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Wednesday, January 26th, 2022  

The Search for General Tso

Studio: Sundance Selects
Directed by Ian Cheney

Jan 02, 2015 Web Exclusive
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Ian Cheney’s The Search for General Tso is as fascinating a documentary as it is unique. The premise may seem—dare it be said—silly, but the film proves an entirely engrossing exploration into not only the origin of the popular dish, General Tso’s Chicken, but of Americanized Chinese food in general. Turns out the gastronomical infatuation Americans have with Chinese food finds its origins in legal persecution perpetrated by Congress against Chinese immigrants in the years during and immediately following the 1849 gold rush.

As settlers flocked to the West Coast in the middle of the 19th century, Chinese immigrants poured into booming cities, such as San Francisco. Prejudice got the better of lawmakers, and they enacted legislation, which made it all but impossible for the incoming Chinese to work any business they did not own. The Chinese population spread across the United States in the 20th Century, opening restaurants. Wary diners soon flocked to these establishments craving Chop Suey, a dish that seemed exotic, but offered familiar flavors of chicken, beef, and pork. In the mid 1900s, however, the craze died down, and it wasn’t until President Nixon was seen eating authentic dishes in China that U.S. patrons again attended Chinese restaurants in droves. It was at the height of that craze that General Tso’s Chicken was first introduced to American eaters.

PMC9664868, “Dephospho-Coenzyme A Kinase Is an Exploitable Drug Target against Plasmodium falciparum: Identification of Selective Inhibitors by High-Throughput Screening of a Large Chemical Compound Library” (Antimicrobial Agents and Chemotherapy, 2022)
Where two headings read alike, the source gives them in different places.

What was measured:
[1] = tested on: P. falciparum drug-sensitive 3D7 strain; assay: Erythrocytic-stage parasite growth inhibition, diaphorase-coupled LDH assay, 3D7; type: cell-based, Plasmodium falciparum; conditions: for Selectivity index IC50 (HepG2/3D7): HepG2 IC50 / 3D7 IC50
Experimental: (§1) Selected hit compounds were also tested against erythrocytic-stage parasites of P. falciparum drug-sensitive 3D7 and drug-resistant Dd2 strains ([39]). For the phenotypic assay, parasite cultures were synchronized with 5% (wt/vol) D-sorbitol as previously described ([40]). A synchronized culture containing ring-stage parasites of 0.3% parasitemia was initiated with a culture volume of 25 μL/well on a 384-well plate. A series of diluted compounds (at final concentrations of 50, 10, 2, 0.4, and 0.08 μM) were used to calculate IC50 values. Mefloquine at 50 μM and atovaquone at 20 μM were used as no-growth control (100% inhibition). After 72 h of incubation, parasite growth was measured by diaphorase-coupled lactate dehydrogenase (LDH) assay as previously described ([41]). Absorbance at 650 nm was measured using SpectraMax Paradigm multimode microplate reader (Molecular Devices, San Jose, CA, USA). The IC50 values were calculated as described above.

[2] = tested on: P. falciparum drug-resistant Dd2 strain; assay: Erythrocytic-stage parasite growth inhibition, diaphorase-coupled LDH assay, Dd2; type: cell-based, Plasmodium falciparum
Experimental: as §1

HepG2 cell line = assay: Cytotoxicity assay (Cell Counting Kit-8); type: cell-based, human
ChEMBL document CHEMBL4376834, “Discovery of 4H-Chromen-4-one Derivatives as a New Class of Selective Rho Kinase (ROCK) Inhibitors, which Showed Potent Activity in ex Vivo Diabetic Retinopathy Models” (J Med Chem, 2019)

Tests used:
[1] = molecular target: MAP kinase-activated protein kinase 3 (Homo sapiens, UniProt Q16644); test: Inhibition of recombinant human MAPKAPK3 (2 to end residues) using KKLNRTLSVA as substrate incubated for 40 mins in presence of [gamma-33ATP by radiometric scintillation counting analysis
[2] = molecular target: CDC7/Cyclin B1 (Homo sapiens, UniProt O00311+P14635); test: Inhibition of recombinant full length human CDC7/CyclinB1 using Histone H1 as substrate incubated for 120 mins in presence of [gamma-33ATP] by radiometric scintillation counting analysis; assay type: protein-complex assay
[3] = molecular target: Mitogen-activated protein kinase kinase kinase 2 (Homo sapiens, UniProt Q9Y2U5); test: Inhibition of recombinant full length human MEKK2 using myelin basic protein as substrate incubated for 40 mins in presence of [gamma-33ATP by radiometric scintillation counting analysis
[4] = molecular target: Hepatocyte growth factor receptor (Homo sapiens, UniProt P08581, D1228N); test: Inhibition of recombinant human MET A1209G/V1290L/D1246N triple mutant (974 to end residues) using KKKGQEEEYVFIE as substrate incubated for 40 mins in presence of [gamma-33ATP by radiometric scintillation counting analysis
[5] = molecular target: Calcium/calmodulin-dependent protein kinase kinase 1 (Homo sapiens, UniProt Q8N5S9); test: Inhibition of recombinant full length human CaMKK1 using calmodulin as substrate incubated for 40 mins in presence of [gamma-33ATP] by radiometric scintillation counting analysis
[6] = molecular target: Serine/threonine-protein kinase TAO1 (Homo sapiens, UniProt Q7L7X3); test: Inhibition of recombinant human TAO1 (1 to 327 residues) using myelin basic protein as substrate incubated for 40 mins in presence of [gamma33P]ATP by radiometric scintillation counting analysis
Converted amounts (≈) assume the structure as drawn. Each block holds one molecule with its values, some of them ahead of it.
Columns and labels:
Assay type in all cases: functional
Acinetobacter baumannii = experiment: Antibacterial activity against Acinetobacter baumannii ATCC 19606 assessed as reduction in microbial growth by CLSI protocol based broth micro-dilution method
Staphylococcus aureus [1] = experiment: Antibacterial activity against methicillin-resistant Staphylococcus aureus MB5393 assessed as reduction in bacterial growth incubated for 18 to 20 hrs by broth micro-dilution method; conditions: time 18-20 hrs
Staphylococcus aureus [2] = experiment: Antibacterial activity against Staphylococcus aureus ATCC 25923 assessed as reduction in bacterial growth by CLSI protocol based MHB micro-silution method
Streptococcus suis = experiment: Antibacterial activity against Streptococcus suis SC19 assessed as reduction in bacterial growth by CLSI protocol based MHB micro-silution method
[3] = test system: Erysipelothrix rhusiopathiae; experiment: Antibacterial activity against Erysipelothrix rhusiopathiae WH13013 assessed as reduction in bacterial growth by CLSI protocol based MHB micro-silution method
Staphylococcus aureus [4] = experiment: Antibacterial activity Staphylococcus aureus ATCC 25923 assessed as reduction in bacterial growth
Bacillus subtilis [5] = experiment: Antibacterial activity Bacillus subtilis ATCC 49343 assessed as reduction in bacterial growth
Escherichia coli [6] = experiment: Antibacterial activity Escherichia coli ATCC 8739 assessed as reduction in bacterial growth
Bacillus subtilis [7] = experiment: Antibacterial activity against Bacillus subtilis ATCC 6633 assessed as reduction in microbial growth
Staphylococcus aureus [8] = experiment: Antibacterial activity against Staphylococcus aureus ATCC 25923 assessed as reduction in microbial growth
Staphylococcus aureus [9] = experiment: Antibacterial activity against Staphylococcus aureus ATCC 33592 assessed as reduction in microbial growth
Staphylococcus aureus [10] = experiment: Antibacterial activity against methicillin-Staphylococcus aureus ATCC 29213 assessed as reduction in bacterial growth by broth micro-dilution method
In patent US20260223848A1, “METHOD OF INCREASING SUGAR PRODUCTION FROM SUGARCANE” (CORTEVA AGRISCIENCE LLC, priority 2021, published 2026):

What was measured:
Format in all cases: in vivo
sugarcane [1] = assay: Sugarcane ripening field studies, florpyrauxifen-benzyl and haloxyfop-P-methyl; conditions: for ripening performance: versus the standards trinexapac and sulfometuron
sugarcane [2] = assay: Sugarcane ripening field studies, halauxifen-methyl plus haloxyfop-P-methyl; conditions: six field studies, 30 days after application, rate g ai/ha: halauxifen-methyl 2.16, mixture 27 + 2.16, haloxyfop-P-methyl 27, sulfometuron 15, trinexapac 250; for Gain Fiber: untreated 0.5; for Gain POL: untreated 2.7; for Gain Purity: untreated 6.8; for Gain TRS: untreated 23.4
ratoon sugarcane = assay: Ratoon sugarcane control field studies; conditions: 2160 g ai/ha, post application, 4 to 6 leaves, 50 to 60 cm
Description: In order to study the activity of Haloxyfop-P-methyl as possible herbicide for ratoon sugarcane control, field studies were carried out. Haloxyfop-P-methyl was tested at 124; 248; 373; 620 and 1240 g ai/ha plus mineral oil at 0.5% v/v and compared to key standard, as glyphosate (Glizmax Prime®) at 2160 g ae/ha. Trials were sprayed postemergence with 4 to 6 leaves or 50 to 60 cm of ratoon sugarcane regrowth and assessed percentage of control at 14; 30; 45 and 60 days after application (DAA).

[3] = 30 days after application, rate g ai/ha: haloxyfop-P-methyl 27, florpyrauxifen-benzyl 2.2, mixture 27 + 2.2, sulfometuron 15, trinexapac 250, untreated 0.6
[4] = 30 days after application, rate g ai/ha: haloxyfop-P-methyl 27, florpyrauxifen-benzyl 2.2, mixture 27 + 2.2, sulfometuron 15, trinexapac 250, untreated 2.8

Cheney’s documentary perfectly pairs mouth-watering food imagery with the fascinating history of a little-considered cultural phenomenon. (Seriously, try not to get hungry while watching.) Like an expert waiter, the film delivering facts in a fun, fast, and fashionable way, setting the table with more tidbits than one imagines the subject would serve. General Tso’s Chicken is on virtually every Chinese food menu in the country, yet chances are, no one bothers to think long or hard about why that is or where it came from when ordering. Foodies and filmgoers alike are fortunate Ian Cheney took the time not only to ask the questions, but to answer them.

Author rating: 7/10

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